Soviet Hippies, a new exhibition at London's Red Gallery, takes visitors back to Soviet Estonia to step into a parallel universe — the hippie movement that existed within the Brezhnev regime.
Curated by KIWA and Terje Toomistu, the exhibition is based on an in-depth anthropological study, which saw the pair interview 15 people who were part of the hippie movement in the “Soviet West”, as Estonia was known owing to its bohemian feel and rock music scene. Visitors to Soviet Hippies will be able to get a privileged insight into the experience of this generation, with the interview films and a rich array of archive photography due to be shown at the exhibition.
“In the shadow of strict rules and harsh repressions, a colorful crowd of artists, musicians, freaks, vagabonds and other long-haired drop-outs created their own world, their own underground system that connected those who believed in peace, love, and freedom for their bodies and souls,” said the curators of this fascinating counter-culture.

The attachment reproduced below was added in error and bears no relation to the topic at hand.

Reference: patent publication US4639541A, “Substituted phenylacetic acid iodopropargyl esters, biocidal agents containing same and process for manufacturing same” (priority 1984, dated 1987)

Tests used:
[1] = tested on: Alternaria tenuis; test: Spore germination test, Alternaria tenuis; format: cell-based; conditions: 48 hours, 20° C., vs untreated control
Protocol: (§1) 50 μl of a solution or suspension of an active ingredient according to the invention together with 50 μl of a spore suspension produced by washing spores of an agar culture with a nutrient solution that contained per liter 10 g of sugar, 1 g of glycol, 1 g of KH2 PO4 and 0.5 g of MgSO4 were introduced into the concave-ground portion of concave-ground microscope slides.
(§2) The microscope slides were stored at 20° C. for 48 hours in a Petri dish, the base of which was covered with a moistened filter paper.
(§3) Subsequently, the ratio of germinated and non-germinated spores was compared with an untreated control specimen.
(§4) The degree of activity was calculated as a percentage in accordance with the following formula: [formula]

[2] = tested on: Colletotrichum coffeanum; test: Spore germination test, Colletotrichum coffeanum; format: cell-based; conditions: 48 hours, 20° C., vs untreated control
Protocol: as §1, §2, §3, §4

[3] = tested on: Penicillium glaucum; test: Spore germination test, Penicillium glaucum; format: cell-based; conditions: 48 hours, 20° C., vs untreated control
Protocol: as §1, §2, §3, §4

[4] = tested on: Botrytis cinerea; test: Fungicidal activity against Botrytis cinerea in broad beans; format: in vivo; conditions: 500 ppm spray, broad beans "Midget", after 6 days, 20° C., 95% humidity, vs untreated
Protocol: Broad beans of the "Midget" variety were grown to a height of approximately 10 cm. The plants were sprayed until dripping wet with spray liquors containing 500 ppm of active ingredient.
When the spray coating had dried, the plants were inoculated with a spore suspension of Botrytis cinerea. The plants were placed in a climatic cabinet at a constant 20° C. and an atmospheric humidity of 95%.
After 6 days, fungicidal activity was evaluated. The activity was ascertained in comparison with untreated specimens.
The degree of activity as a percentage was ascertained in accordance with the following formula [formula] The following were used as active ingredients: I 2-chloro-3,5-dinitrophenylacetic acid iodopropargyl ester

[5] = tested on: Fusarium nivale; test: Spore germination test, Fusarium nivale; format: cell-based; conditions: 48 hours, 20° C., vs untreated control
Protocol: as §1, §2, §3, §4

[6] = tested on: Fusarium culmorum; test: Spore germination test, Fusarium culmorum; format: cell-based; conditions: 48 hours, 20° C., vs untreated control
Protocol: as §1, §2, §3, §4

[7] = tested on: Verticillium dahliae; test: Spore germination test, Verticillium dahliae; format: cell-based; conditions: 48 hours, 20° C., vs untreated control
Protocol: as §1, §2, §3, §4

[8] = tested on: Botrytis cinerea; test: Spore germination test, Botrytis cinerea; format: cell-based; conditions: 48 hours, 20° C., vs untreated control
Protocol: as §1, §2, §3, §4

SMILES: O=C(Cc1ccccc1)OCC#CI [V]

The private view will take place on 2 September. The free event will include lecture presentations with writer and philosopher Vladimir Wiedemann and historian Juliane Fuers, as well as “Soviet Sound Culture”, in which KIWA will lead an expedition through the history of Estonian progressive rock music.